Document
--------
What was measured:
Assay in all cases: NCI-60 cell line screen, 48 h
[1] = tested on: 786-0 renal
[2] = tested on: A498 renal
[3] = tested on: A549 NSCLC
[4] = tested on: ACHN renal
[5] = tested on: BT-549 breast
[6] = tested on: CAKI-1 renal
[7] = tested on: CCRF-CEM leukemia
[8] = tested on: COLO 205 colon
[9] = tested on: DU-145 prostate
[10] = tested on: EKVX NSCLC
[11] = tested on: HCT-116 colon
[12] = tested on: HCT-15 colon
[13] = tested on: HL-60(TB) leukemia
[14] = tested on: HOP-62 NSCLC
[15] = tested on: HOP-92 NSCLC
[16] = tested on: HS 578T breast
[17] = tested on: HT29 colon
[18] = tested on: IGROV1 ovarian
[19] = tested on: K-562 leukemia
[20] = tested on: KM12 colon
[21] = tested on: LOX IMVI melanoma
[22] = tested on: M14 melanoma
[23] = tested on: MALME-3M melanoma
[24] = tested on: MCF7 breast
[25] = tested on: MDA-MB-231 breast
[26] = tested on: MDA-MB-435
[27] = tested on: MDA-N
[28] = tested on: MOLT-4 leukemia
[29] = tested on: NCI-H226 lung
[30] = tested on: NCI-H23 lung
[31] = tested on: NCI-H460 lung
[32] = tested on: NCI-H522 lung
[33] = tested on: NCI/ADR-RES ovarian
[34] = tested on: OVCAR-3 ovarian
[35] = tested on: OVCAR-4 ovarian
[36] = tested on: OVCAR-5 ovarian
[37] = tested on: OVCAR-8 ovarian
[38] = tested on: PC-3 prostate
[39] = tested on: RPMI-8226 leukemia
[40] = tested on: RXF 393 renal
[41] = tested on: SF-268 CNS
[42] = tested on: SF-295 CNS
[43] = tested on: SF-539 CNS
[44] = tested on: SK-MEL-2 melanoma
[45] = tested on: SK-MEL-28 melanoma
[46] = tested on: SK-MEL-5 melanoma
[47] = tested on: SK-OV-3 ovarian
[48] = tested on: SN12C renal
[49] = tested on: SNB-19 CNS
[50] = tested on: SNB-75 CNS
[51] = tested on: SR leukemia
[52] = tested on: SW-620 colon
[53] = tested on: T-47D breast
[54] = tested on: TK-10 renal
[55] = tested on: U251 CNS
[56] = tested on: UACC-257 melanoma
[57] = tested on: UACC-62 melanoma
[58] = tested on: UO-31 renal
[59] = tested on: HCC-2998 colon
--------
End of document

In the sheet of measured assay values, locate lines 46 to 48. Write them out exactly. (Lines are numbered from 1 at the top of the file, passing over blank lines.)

[44] = tested on: SK-MEL-2 melanoma
[45] = tested on: SK-MEL-28 melanoma
[46] = tested on: SK-MEL-5 melanoma